Home to 1.3 billion people, the range and variations of the thalis for the North are endless. However, greens, lentils, fresh veggies, fruits, meat with rotis or rice are fundamentally the typical choices for hot summer months, whereas winters see thalis full of rich and creamy delights, seasoned with a spectacular array of spices and loaded with local winter produce. Moreover, to add to the list of variations, the influences of the Mughal Empire rule remain more profound in the North, which can be felt in the thalis as well.
The beauty of the South
Southern India has historically been the epicentre of the global spice trade through the sea routes. This abundance of land and seas makes South Indian food a treasure trove of culinary experiences, with substantial variations in the cuisine felt from one state to the next.
Akin to the other popular food choice in the South, the thalis from here are usually vegetarian and consist of salad, lentils, rice or bread, veggies, sweets and yogurt. Most of the dishes carry a notable flavour of beautiful curry leaves alongside punchy mustard seeds and an assortment of spices. Alternatively, an abundance of sea life also makes the thalis from this region a pescatarian’s delight.
What about the West?
The North-Western and Western India consist of culturally rich lands paired with an expanse of arid deserts. The thalis from Rajasthan and Gujrat have an abundance of dry or dried produce, spices and milk-based products. As one travels further South West, the desert gives way to the rich Western Ghats, and cuisines from the regions of Konkan (Goa and Coastal Karnataka) and Maharashtra become a delicious fusion of what the land and the sea offer. The thalis here are further remarkable for their vibrant array of colours and carry notable influences from Portuguese cuisine.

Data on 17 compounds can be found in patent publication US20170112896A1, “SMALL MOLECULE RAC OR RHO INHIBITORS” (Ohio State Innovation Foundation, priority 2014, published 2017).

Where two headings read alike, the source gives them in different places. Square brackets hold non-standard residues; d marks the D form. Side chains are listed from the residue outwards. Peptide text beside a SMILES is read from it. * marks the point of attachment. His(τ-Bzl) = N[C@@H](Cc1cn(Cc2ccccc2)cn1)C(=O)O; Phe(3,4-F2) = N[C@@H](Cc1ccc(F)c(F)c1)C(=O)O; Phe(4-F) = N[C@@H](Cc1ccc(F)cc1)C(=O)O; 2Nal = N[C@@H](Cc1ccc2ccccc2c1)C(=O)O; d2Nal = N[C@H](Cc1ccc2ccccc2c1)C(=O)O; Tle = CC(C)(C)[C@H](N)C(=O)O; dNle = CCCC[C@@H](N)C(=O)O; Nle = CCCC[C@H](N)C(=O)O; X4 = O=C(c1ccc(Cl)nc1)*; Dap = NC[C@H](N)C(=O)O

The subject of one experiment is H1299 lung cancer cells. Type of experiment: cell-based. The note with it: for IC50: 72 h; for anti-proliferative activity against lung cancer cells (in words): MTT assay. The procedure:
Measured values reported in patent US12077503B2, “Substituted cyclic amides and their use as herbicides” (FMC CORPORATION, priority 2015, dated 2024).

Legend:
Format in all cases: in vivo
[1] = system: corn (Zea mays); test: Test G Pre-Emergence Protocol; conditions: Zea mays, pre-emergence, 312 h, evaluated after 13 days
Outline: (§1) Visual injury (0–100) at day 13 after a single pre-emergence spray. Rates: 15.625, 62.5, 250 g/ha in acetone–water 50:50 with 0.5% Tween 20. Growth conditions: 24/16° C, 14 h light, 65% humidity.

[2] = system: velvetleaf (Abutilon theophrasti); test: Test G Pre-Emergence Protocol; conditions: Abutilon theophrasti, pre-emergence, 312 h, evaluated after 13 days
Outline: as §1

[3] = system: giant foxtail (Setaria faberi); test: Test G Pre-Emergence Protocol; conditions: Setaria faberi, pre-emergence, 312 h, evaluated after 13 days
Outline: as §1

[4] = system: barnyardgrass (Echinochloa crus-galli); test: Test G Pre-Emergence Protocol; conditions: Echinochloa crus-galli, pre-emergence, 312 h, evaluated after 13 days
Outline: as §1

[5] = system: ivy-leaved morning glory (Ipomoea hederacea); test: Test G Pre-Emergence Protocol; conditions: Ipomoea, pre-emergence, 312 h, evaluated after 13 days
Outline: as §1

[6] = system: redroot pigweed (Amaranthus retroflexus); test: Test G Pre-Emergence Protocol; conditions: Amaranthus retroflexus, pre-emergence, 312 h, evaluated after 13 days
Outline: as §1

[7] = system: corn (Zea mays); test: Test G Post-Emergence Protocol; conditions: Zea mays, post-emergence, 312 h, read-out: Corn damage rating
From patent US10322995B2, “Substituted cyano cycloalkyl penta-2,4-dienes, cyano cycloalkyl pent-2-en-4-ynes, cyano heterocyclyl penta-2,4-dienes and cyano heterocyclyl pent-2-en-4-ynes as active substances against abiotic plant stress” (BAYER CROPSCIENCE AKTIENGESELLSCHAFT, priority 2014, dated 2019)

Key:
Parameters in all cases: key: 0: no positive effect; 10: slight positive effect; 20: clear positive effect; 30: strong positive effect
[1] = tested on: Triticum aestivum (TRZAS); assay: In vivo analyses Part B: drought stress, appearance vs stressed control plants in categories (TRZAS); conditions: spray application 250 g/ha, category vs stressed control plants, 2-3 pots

A colourful Goan thali (Source: LLB Goa)
Making our way to the East
The Eastern regions of India, Bengal, Odisha and parts of Assam, are home to the Delta region of the great Ganges. The thalis from here are an array of magnificent land and fresh river produce accompanied by a range of spices. The delta region creates vast land fields of flood plains ideal for rice cultivation, leading to rice being a true staple in Eastern India. The malleable beauty of rice is remarkably celebrated in the East, with thalis from the region almost always consisting of various savoury rice dishes and complex rice sweets. Additionally, the spices from the region tend to be milder in flavour, bestowing the food a more fermented, earthy Umami flavour.
So, let's create a [simple] thali
A thali needs to be complex for your tastebuds, not complicated to assemble. In my thali, I love to have a main carb, a dipping dish, a dal, some pickles, a sweet, a peppery salad and a nice ginger chai or a filter coffee to end the meal. Furthermore, adding a fried or a textured element, like a papadum or bhaji (fritters), makes the joys of consuming a thali all the more appetising. Here are some quick links to help you make your own thali:
To conclude, if you take away one thing from this article, let it be this - the next time someone says "let's have Indian tonight" and narrows our cuisine to a curry, speak out and say, "let me take you through the republic of thalis".